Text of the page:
The Conditions of Subalternity: Reflections on Subjectivity, Experience and Hegemony


  • Peyman Vahabzadeh University of Victoria



This paper uses Gayatri Spivak's discussion of Sati and Ranajit Guha's interpretive account of Chandra's death in colonial India in order to critically re-examine the concept of subalternity that runs through various postcolonial theories.  It is argued that there is a major tendency in postcolonial theory to conflate hegemony with domination.  By introducing the concept of experience, enabled by a reading of Antonio Gramsci's theory, the paper relates subalternity to hegemony and discusses that the success or failure of hegemony involves the degree to which hegemonic re-grounding can succeed in maintaining the existential continuum of the subject.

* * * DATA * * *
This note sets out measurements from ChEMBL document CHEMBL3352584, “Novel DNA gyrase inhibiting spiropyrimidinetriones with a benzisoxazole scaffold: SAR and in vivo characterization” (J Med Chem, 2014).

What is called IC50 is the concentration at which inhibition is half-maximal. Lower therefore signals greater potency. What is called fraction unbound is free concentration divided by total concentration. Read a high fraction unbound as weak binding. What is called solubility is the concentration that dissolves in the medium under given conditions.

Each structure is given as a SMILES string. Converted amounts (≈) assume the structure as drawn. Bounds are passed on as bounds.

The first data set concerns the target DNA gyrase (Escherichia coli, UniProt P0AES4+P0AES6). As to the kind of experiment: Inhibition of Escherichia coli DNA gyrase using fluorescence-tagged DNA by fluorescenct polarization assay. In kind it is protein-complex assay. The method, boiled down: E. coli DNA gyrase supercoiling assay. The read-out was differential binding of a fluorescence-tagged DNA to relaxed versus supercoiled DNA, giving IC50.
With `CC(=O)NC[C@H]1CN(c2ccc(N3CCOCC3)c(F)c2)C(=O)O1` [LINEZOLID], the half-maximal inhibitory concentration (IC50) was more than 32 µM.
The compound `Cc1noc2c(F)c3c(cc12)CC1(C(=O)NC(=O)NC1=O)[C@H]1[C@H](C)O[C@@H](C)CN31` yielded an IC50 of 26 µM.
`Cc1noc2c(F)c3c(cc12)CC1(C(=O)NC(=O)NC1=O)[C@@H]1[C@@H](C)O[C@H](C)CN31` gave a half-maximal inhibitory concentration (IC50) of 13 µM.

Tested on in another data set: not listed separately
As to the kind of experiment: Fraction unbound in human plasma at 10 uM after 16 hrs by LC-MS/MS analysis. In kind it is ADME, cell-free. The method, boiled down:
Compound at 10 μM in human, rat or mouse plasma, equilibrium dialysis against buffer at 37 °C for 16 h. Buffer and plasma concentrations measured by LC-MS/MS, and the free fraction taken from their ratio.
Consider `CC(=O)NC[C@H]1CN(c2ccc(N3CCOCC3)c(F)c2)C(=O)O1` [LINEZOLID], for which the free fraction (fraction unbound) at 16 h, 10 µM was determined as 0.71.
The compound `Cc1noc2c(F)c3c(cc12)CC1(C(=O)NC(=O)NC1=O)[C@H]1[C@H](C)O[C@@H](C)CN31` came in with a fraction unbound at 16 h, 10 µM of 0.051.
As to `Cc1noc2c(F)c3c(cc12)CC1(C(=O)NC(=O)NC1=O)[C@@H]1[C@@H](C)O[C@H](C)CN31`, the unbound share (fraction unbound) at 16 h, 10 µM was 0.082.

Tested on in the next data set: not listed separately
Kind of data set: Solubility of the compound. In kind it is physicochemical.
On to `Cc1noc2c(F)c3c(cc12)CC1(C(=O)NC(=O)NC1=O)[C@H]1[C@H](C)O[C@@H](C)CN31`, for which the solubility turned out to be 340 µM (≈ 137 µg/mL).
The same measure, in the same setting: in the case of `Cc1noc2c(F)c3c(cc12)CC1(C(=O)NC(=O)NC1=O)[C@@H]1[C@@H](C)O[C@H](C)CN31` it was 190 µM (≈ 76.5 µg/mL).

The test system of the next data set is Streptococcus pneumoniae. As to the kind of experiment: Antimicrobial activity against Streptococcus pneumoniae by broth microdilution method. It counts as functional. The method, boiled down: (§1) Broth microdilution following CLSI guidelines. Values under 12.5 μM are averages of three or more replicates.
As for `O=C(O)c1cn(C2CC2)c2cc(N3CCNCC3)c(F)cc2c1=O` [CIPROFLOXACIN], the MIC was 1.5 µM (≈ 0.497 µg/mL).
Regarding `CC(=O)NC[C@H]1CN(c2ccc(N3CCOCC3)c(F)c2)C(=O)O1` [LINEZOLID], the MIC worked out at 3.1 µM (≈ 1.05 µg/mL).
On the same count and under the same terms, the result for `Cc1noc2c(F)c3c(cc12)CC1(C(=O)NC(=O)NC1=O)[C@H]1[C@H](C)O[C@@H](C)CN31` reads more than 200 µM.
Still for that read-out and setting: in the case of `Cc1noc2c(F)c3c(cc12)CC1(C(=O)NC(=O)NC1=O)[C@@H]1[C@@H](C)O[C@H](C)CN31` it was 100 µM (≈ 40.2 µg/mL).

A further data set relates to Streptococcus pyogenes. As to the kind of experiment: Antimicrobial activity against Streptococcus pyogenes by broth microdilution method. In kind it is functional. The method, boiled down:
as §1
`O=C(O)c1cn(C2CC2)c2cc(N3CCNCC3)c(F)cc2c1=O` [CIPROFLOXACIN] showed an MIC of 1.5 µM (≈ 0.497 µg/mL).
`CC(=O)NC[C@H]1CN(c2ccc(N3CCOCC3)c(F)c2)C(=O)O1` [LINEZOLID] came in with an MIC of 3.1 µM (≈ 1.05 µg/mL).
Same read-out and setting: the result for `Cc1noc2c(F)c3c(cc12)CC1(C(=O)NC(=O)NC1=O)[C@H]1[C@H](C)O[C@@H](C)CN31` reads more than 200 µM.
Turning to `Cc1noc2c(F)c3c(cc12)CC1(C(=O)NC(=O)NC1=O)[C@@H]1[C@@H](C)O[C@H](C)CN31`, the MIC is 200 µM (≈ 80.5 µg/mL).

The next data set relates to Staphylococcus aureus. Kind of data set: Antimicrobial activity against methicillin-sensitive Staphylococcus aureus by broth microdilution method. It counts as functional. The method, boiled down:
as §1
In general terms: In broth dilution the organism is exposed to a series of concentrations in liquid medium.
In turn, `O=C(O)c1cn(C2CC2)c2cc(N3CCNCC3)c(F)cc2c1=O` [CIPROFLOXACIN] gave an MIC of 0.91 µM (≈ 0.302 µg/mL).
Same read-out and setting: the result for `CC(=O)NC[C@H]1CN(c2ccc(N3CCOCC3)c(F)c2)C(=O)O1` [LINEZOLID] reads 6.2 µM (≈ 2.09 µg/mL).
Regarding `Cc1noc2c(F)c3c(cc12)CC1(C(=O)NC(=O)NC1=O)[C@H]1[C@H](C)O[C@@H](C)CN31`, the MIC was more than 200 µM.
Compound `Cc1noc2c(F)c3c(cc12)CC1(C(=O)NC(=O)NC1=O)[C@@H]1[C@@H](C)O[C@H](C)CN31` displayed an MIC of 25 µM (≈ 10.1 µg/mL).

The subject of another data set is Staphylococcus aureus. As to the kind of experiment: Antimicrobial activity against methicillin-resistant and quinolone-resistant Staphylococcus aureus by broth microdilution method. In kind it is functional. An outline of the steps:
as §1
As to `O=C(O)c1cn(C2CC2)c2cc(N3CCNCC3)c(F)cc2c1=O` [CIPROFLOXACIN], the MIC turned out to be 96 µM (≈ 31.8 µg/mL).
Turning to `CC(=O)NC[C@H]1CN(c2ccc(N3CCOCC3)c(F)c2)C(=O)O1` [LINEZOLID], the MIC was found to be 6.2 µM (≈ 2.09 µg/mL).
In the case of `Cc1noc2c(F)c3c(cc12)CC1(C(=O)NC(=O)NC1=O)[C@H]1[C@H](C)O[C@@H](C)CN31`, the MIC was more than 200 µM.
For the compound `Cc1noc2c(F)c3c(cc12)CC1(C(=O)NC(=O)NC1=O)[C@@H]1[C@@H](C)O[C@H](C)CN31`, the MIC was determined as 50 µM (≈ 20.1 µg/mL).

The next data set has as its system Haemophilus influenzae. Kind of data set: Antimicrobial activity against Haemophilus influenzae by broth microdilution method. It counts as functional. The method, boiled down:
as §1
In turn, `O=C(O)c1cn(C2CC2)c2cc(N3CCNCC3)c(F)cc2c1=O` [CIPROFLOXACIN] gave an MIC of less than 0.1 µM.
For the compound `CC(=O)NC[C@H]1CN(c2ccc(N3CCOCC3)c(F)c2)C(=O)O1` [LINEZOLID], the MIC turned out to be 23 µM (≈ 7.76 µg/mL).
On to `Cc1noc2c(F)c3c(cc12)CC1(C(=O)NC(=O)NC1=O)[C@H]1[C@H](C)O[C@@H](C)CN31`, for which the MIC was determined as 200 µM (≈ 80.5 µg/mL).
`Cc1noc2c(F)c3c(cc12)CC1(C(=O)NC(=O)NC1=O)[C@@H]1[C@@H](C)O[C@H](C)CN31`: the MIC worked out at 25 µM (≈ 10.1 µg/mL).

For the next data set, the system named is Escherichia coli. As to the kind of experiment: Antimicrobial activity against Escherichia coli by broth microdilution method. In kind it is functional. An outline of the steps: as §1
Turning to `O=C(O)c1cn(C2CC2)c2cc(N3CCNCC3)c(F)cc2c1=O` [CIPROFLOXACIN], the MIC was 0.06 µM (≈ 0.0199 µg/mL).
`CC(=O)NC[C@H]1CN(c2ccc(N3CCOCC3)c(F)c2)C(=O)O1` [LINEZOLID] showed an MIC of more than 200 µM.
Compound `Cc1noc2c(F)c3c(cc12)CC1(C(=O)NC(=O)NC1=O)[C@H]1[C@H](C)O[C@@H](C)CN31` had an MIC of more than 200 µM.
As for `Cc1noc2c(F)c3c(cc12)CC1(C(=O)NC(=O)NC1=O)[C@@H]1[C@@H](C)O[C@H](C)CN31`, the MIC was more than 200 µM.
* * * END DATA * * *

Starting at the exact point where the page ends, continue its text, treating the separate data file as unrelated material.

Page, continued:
Author Biography

Peyman Vahabzadeh, University of Victoria

Peyman Vahabzadeh is an Assistant Professor of Sociology at the University of Victoria.  He is the author of Articulated Experiences: Toward A Radical Phenomenology of Contemporary Social Movements (SUNY Press, 2003), the guest editor of a special issue of West Coast Line on ";Writing Rupture: Iranian Emigration Literature"; (Spring 2003) and the co-guest editor (with Jeffery Robbins) of a special issue of the Journal for Cultural and Religious Theory on ";Religion, Democracy, and the Politics of Fright"; (Summer 2007).  He has also published three books of poetry and fiction in Persian and published over 30 essays and short stories in English, Persian, and German.